Marketing Lows or Misunderstood Woes?

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We are only 8 months into 2016 and already there have been a record number of celebrity deaths. One of the most notable in recent weeks has been Prince. Social media was flooded with messages from celebrities and organisations mourning the popular singer. One such message, that got a lot of attention though, was that of DIY store Homebase, not because it moved people to tears, rather quite the opposite. The company was criticised for posting ‘Good morning everyone, happy Friday. If you need our assistance we’re here until 8pm today, get tweeting. Have a good day. #RIPPRINCE.’

 

 

Whilst the tweet was swiftly deleted, many people found a funny side, with one user replying ‘What colour does Prince use to paint his decking? Purple stain.’ I don’t know what the Homebase social media team were thinking when they posted the tweet, it may well have been nothing but an unfortunate misunderstanding, but could also be seen as a deliberate way of using a celebrity death to promote their company. Homebase is not the only guilty party, with Cheerios tweeting an image of “RIP Prince” with a Cheerio punctuating the ‘i.’

 

But the question is whether or not this is really immoral? With regards to hashtags, one might point out that the point of them is to allow users to find other things tagged with what they are saying, or simply wanting to read different views on a certain issue. It is a common marketing strategy to simply include a popular hashtag on the end of a promotional tweet in or to generate traffic, but I ask, is this really a successful marketing technique? All it does in my opinion is cause people to cynically snigger at a clutching-at-straws call for attention.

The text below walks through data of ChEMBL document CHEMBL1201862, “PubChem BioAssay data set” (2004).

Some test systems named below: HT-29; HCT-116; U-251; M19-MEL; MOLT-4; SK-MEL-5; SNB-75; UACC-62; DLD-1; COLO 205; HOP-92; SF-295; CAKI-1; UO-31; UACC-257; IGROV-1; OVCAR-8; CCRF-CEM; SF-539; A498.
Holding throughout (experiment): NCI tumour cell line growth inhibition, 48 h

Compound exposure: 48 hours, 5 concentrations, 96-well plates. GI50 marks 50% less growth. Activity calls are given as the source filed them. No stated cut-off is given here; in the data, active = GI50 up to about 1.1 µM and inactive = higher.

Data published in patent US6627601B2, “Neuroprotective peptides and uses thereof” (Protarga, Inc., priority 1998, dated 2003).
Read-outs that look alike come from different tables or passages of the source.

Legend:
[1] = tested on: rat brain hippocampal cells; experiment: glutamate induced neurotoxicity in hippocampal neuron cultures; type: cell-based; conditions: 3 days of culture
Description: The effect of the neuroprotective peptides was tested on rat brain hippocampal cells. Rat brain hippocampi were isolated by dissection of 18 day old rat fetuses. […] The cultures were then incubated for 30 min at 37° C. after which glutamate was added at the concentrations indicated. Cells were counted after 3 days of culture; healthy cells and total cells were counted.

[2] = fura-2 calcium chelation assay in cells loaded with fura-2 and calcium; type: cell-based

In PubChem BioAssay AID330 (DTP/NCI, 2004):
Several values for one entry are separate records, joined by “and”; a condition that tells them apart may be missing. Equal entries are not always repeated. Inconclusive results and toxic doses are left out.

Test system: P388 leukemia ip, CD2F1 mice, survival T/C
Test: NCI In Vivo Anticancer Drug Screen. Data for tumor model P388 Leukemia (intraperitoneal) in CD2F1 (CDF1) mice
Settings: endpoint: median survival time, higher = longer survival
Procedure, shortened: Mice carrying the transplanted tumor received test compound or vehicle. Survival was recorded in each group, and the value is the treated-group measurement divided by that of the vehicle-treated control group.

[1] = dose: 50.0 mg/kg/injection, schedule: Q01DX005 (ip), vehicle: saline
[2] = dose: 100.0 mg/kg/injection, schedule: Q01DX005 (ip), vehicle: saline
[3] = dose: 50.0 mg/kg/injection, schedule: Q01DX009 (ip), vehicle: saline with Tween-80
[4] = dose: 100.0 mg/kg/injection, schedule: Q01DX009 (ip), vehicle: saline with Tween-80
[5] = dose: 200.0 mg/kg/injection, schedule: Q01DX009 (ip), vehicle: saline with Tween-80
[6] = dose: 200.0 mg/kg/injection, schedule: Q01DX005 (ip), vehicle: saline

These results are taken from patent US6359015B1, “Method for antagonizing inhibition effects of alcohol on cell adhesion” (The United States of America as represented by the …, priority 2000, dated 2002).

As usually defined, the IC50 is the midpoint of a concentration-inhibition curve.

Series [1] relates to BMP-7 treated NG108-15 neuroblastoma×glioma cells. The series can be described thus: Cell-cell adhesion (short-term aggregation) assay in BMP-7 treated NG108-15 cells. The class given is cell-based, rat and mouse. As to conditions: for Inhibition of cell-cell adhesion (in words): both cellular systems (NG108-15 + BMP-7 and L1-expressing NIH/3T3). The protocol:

But some people, evidently, see jumping on a celebrity death in such a way as the lowest form of this variety of marketing. Some users, however, have expressed the aforementioned cynicism that such marketing often meets, with one user replying to Cheerios with ‘mysteriously, somehow, my love of prince and my sadness at his passing have transferred into a love of and desire for @cheerios. thank you.’ However, much like Homebase, Cheerios removed the tweet in the end.

 

But I’m going to be risky and suggest that perhaps this cynicism is uncalled for. I mean, if you’re sitting mourning your favourite singer’s death and you see a tweet for Homebase your reaction is either going to be angry or cynical. It definitely isn’t going to be to rush to the nearest outlet and purchase copious tins of paint that you don’t even need. And if it is your job to provide marketing for companies successful as these, I think you probably know that. For all we know, the social media staff of Cheerios may have been in floods of tears on the morning of Prince’s death, and though they’d show their feelings by making a dedication with a personal twist. Acts that begin with good intentions are often met with such criticism, and over-the-top shaming is something that twitter excels at, but is such shaming always justifiable? I don’t know.

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